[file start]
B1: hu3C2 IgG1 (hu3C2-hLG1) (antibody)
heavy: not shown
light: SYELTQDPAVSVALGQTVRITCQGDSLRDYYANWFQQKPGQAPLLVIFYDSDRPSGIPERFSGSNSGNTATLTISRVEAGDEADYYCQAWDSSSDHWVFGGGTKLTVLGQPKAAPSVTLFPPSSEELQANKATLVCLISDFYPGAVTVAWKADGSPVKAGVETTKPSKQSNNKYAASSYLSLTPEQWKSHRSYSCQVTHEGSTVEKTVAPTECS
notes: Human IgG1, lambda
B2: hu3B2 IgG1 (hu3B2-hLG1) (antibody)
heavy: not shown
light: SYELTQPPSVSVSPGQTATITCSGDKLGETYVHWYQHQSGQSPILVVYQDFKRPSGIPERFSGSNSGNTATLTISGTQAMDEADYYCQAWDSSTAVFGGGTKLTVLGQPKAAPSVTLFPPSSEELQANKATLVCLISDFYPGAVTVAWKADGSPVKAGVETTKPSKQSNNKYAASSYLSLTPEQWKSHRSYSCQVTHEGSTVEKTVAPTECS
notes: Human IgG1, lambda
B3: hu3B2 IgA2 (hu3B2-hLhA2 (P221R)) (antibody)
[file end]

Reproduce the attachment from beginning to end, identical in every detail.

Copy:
B1: hu3C2 IgG1 (hu3C2-hLG1) (antibody)
heavy: not shown
light: SYELTQDPAVSVALGQTVRITCQGDSLRDYYANWFQQKPGQAPLLVIFYDSDRPSGIPERFSGSNSGNTATLTISRVEAGDEADYYCQAWDSSSDHWVFGGGTKLTVLGQPKAAPSVTLFPPSSEELQANKATLVCLISDFYPGAVTVAWKADGSPVKAGVETTKPSKQSNNKYAASSYLSLTPEQWKSHRSYSCQVTHEGSTVEKTVAPTECS
notes: Human IgG1, lambda
B2: hu3B2 IgG1 (hu3B2-hLG1) (antibody)
heavy: not shown
light: SYELTQPPSVSVSPGQTATITCSGDKLGETYVHWYQHQSGQSPILVVYQDFKRPSGIPERFSGSNSGNTATLTISGTQAMDEADYYCQAWDSSTAVFGGGTKLTVLGQPKAAPSVTLFPPSSEELQANKATLVCLISDFYPGAVTVAWKADGSPVKAGVETTKPSKQSNNKYAASSYLSLTPEQWKSHRSYSCQVTHEGSTVEKTVAPTECS
notes: Human IgG1, lambda
B3: hu3B2 IgA2 (hu3B2-hLhA2 (P221R)) (antibody)